Which could in turn provoke such demands from the Soviets as overflights by Soviet reconnaissance planes over Japan to ensure no more such incidents occur. Demanding an apology from the U.S. for its "baseless accusations". Of course such an apology will never come. And there will be hardliners in the Soviet government who will insist this was all an attempt by the U.S. (aborted by the British) to create an excuse to launch a nuclear first strike on the U.S.S.R.
 
Rather than being about aftermaths, this is about alternate history implications in the backgrounds, but in the movie "The Invention of Lying" it is explained at the start that since prehistory human beings never developed the ability to lie or make up facts. This hardwires them to also say the truth, but also makes them say the first thing they have in mind even if it's revealing to others one's true plans and intentions (this is evident in the casino scene where the very staff lets out how games are fixed). Also, after the protagonist accidentally develops the ability to lie, it turns out that people in this world are left extremely credulous to anything the others say.
Apparently this affected imagination as well, since the only form of entertainment to be seen is reduced to video lectures retelling historical events in a matter-of-factly way.
While everything seems to be at a 2000s level, the protagonist is also the first person in history to also come up with a very goofy and rudimentary concept of religion -- which even brings NASA to start a search for "the man in the sky" -- and afterlife mythos (on top of making up a very "unique" account of the 1300s Black Plague with robots and spaceships which his coworkers at a film studio completely believe in).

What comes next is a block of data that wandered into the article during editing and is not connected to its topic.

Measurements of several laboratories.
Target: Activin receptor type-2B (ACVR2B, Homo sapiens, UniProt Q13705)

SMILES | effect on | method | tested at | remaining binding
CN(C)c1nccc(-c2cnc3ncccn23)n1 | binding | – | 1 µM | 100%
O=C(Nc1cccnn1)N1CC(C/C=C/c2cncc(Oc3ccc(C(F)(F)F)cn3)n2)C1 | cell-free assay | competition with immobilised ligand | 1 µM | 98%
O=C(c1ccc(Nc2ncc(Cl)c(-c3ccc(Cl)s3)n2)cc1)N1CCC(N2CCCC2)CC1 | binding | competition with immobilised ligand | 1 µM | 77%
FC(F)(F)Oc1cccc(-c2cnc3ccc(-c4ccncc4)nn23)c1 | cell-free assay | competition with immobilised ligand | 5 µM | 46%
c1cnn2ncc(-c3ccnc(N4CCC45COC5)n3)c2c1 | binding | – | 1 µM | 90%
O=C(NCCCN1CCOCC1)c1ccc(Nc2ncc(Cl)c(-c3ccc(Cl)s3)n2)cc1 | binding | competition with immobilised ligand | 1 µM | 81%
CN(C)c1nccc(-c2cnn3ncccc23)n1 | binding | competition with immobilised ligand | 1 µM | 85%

Yet somehow centuries are reckoned the same manner as ours, and states like Italy and the UK, and even Namibia, are mentioned as existing. In terms of historical mentions, apparently Napoleon, the Napoleonic Wars and his Russian campaign all still happened right on schedule without seemingly a change.
As much as it's a light movie not meant for being taken seriously, makes me wonder how things could have gone on so smoothly in a world where even the idea of subterfuge is alien to them.
 
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And because the whole town was in on the act, there's no way it could be kept secret.
Apparently foreign sponsored supervillain schemes/attacks are a regular feature of life for all major powers, to the point that it's not even worth more than a point of order at the next UN General Assembly meeting.

That there's been no WWIII and AFAIK all the major powers have their governments intact implies that both NATO and Warsaw Pact supervillains are equally inept.
 
Frozen, pre-sequel. All of mid-1840s Europe now knows that the queen of a remote kingdom in Norway can control winter itself... and that she and her sister are unmarried.